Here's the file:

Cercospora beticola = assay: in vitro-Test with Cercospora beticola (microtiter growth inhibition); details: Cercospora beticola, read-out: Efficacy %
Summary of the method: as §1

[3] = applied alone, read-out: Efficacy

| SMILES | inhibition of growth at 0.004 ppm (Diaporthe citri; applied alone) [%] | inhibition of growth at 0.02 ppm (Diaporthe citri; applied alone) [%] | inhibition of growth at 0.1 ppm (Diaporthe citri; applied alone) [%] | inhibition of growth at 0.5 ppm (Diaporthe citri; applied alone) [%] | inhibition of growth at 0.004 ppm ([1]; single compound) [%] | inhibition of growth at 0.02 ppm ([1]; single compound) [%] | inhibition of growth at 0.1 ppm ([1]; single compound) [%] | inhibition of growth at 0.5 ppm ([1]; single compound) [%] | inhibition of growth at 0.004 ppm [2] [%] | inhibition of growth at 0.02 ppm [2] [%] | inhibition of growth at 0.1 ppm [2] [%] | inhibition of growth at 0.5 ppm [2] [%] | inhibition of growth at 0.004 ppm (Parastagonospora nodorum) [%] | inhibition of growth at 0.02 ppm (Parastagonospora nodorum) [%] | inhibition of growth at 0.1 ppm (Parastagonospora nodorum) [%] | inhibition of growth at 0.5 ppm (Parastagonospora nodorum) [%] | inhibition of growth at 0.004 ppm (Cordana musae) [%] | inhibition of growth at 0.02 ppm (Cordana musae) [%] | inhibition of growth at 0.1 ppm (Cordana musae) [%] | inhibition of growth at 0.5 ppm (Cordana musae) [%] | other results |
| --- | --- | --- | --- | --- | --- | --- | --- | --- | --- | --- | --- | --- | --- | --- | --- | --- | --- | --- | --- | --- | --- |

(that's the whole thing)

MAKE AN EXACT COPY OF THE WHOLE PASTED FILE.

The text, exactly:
Cercospora beticola = assay: in vitro-Test with Cercospora beticola (microtiter growth inhibition); details: Cercospora beticola, read-out: Efficacy %
Summary of the method: as §1

[3] = applied alone, read-out: Efficacy

| SMILES | inhibition of growth at 0.004 ppm (Diaporthe citri; applied alone) [%] | inhibition of growth at 0.02 ppm (Diaporthe citri; applied alone) [%] | inhibition of growth at 0.1 ppm (Diaporthe citri; applied alone) [%] | inhibition of growth at 0.5 ppm (Diaporthe citri; applied alone) [%] | inhibition of growth at 0.004 ppm ([1]; single compound) [%] | inhibition of growth at 0.02 ppm ([1]; single compound) [%] | inhibition of growth at 0.1 ppm ([1]; single compound) [%] | inhibition of growth at 0.5 ppm ([1]; single compound) [%] | inhibition of growth at 0.004 ppm [2] [%] | inhibition of growth at 0.02 ppm [2] [%] | inhibition of growth at 0.1 ppm [2] [%] | inhibition of growth at 0.5 ppm [2] [%] | inhibition of growth at 0.004 ppm (Parastagonospora nodorum) [%] | inhibition of growth at 0.02 ppm (Parastagonospora nodorum) [%] | inhibition of growth at 0.1 ppm (Parastagonospora nodorum) [%] | inhibition of growth at 0.5 ppm (Parastagonospora nodorum) [%] | inhibition of growth at 0.004 ppm (Cordana musae) [%] | inhibition of growth at 0.02 ppm (Cordana musae) [%] | inhibition of growth at 0.1 ppm (Cordana musae) [%] | inhibition of growth at 0.5 ppm (Cordana musae) [%] | other results |
| --- | --- | --- | --- | --- | --- | --- | --- | --- | --- | --- | --- | --- | --- | --- | --- | --- | --- | --- | --- | --- | --- |